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Adenoid cystic carcinoma of the lacrimal gland metastasising to the liver: report of a case

DOI: 10.1186/1477-7819-4-66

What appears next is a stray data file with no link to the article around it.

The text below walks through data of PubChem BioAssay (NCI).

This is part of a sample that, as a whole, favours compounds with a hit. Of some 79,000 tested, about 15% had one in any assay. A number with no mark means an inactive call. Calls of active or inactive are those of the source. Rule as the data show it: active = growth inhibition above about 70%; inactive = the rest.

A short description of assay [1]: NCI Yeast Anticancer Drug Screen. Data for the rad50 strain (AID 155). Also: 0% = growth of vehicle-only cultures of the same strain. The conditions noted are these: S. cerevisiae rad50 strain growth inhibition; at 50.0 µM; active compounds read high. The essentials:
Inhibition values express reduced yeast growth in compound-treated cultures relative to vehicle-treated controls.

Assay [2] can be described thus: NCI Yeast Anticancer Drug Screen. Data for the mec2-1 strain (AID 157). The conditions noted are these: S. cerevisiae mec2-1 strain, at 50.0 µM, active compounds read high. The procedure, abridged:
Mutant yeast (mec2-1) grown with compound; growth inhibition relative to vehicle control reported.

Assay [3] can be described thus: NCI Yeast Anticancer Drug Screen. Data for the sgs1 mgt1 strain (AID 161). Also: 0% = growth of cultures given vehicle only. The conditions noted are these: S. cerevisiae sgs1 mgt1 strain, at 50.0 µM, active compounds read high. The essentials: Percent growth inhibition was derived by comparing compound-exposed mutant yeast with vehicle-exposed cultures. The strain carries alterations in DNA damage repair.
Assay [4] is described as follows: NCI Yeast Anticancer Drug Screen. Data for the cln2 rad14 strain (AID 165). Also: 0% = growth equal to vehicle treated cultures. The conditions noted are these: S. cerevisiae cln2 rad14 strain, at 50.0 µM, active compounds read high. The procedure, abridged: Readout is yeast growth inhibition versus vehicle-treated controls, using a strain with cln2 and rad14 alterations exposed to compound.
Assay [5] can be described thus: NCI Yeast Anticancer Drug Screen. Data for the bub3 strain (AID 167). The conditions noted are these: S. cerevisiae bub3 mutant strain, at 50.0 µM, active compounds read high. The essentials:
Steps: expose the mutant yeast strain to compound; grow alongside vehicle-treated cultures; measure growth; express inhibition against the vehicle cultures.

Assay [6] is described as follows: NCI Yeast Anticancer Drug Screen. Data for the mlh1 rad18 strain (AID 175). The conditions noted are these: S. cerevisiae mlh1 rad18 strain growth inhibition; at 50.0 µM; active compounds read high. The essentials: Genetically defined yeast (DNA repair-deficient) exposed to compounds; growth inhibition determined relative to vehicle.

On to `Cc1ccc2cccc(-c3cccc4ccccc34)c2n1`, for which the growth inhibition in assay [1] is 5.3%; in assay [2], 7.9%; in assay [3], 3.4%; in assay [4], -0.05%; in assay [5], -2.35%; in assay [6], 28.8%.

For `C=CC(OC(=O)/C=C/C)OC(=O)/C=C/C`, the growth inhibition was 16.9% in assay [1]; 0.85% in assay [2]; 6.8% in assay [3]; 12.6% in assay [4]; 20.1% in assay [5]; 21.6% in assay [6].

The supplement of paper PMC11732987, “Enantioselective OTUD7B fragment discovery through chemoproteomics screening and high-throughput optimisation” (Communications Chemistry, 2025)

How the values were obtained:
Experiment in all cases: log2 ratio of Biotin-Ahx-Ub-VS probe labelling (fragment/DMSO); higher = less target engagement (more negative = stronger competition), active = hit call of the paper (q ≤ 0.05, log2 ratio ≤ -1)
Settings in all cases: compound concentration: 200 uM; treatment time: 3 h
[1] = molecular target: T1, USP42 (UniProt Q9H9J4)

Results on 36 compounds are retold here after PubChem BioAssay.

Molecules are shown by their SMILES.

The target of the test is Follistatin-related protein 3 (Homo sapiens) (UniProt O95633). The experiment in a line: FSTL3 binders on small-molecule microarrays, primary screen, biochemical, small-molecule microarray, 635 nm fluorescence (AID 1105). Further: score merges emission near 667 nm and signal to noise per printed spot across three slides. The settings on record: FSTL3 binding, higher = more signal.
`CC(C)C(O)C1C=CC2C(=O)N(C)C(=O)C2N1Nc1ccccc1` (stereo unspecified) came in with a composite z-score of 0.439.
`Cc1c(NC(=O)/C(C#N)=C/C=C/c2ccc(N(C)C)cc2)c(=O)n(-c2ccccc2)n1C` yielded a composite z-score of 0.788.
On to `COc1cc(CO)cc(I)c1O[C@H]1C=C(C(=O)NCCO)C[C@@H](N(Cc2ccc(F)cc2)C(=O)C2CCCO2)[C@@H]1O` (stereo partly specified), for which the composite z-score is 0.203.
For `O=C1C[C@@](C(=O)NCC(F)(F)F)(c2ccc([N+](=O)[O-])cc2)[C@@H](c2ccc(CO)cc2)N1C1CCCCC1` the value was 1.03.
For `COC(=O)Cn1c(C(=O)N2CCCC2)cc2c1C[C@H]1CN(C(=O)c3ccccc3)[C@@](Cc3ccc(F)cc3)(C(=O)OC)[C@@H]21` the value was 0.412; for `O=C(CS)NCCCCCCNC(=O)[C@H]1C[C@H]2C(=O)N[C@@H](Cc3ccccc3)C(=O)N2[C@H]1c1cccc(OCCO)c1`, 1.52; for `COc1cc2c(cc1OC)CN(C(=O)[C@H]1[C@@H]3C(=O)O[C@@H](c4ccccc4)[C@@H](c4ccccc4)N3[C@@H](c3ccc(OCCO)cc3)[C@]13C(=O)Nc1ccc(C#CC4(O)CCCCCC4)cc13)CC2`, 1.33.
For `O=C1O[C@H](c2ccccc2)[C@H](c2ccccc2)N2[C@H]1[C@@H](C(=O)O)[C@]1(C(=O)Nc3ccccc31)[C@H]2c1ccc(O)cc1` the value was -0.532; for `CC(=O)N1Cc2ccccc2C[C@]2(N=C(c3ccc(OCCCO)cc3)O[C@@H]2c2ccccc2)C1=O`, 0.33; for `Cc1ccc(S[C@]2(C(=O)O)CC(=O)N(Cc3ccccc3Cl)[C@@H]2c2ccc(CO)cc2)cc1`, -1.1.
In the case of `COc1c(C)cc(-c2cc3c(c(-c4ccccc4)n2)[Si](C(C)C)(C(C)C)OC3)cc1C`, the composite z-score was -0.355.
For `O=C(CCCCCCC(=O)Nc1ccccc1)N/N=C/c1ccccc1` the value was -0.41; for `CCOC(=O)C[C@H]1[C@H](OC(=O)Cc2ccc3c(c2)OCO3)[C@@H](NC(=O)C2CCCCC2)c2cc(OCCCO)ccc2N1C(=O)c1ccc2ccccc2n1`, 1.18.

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We report a rare case of an isolated liver metastasis from a lacrimal gland adenoid cystic carcinoma 20 years after resection of the primary tumour. The patient presented with right upper quadrant pain radiating to the back and shortness of breath of 3 months duration. No local recurrence was detected during a 15 year follow-up with computerized tomography (CT) of the head. Abdominal CT scan demonstrated a solitary liver tumour with no other primary source, and the bone scan was normal. The patient was treated with an extended right hemihepatectomy. The histology revealed a predominantly cribriform tumour with focal areas of basaloid type metastatic lacrimal gland adenoid cystic carcinoma.This case illustrates the unpredictable behaviour of adenoid cystic carcinoma and the need for a life long follow up for these patients after treatment. The possibility of surgical resection for liver metastasis from adenoid cystic carcinoma should always be considered.Adenoid cystic carcinomas (ACC) of the lacrimal gland are rare malignant tumours accounting for 1.6% of all orbital tumours [1-3]. Despite their rarity they are the second most frequent epithelial neoplasms occurring in the lacrimal gland after pleomorphic adenomas [4].They are slow growing tumours, which tend to spread to adjacent structures and occasionally metastasise via haematogenous spread to lungs, brain and bone in decreasing order of frequency [5-8].There are few studies and reports on lacrimal gland ACC describing time interval to presentation of metastases and length of follow-up required [9,10]. The liver is considered a rare site of distant metastasis and when it is involved is usually as part of disseminated disease [7]. To our knowledge, neither solitary liver metastasis, nor metastatic liver resection from a lacrimal gland ACC has been reported.We present a case of an isolated liver metastasis occurring 20 years after initial surgery for lacrimal gland ACC, with no evidence of loco regional, synchrono


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